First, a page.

VA chief says Phoenix center is handling coronavirus
PHOENIX – The Phoenix VA, once mired in a scandal of long wait times to see a doctor, is keeping up with patient care during the coronavirus crisis, the nation’s top Veterans Affairs official said Monday.
“Phoenix VA is fine right now,” Robert Wilkie said on KTAR News 92.3 FM’s Arizona’s Morning News.
President Donald Trump’s secretary of Veterans Affairs is scheduled to visit the Valley’s site later in the day.
“We got on this early [the department set up its first emergency operations center at the end of January],” he said of the VA health care system’s response plan to the COVID-19 outbreak.
“We have not had a perceptible problem in terms of having beds available or in terms of massive numbers of veterans being impacted,” Wilkie said.
As of Monday morning, there were 74,533 cases in Arizona, based on the state health department’s incomplete daily report.
The Arizona Department of Health Services said a lab partner did not meet the daily data submission deadline but expected the numbers to be caught up with Tuesday’s report.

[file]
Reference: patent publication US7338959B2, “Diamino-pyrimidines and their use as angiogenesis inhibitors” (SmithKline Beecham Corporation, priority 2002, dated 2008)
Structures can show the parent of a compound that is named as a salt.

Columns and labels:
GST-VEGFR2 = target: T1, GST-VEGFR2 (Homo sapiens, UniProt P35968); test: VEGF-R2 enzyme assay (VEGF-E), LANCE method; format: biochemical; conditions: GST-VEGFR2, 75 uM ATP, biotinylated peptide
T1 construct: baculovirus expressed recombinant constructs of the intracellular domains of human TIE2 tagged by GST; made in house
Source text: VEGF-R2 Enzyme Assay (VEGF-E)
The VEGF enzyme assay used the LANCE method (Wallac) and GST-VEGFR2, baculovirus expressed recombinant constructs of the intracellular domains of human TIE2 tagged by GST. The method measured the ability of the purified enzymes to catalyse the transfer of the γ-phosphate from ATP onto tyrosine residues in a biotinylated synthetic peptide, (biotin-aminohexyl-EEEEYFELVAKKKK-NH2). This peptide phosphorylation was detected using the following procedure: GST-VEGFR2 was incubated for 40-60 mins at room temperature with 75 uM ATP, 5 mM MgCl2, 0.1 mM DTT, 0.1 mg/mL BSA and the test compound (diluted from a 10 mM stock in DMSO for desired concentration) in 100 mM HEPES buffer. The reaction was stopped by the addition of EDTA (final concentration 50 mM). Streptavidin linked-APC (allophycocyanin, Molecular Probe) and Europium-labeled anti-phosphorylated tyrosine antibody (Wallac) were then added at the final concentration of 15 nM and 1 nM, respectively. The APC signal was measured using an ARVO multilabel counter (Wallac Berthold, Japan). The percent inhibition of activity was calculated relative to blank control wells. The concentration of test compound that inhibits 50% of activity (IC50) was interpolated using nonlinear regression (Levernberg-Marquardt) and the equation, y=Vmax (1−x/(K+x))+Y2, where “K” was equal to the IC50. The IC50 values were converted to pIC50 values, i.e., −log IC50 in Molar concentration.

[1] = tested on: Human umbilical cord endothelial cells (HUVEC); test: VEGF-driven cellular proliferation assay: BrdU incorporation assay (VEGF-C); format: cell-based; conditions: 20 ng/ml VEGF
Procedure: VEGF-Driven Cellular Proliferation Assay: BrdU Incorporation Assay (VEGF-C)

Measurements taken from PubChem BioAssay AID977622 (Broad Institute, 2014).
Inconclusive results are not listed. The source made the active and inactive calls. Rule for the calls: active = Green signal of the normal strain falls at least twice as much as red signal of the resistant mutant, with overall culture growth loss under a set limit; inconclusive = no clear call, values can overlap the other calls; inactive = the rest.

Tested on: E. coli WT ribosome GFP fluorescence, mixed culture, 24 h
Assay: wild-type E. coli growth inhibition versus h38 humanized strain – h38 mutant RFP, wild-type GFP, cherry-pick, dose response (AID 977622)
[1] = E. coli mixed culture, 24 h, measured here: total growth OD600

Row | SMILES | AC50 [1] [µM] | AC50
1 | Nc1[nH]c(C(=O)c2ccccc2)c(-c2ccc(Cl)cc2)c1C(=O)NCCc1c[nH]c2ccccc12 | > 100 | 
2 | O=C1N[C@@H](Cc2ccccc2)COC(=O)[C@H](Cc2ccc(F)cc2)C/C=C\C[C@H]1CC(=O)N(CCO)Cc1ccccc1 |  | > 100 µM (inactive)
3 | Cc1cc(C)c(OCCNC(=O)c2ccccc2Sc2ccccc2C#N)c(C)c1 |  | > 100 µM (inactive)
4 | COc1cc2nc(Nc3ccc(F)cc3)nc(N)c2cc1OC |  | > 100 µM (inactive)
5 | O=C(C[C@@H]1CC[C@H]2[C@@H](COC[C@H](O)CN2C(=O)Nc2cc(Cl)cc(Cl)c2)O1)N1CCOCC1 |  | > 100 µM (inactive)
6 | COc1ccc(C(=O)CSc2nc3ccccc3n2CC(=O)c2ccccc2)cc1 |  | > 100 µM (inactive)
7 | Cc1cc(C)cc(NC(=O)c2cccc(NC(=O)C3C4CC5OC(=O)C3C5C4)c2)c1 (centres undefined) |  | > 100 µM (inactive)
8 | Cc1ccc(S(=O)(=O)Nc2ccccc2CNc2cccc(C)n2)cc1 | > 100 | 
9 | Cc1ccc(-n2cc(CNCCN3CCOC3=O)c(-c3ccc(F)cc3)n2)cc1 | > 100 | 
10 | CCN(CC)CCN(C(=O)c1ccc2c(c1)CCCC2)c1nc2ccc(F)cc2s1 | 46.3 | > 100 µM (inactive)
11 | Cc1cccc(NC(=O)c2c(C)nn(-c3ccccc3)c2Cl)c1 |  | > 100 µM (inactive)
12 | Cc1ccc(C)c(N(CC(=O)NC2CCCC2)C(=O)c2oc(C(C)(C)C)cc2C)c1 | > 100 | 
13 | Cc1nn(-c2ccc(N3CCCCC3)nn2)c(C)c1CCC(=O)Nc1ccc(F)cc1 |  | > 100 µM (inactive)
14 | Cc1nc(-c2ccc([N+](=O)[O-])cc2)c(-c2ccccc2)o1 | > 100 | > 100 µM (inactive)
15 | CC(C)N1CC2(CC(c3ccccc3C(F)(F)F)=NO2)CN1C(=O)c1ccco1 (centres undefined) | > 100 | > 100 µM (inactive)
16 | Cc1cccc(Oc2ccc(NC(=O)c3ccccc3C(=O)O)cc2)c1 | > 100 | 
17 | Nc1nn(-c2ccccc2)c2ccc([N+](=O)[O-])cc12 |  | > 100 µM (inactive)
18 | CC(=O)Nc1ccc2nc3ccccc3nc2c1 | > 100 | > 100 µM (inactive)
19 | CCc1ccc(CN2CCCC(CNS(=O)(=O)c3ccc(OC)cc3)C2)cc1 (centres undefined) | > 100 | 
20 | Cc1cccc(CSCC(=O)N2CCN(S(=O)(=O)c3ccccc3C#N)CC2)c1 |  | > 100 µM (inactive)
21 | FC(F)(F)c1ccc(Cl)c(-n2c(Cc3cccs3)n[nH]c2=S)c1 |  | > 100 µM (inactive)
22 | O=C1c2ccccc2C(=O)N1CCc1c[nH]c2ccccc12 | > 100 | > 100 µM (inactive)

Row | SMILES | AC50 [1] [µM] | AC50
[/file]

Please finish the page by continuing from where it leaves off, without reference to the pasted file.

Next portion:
Wilkie said one of the reasons the VA has been able to tamp down the numbers is because everyone in a VA nursing home is tested.
“That’s why we have such a low rate of infection amongst our 7,500 nursing home residents,” he said, adding as of Sunday there were 11 positive tests overall at the homes.
Outside of the nursing homes, not everyone who wants a test gets one, Wilkie said.
“We test veterans when they need it,” he said, pointing out that the agency recently began using rapid testing and has tested “hundreds of thousands of veterans.”
Wilkie said telehealth was going to play a big role in the future of medicine for veterans, particularly those struggling emotionally.
In the next few years, he said, a partnership with Walmart will put telehealth clinics in stores’ pharmacy areas, including Arizona.
“Veterans can come in and talk to our doctors, our specialists – that’s the wave of the future. Keep people out of clinical settings, put them in a comfortable environment.”
Wilkie said there hadn’t an increase in veteran suicides during the isolation of the outbreak.
“I think that goes with any crisis in this country, be it an economic crisis [or] a medical crisis. People tend to look after after their neighbors more carefully.”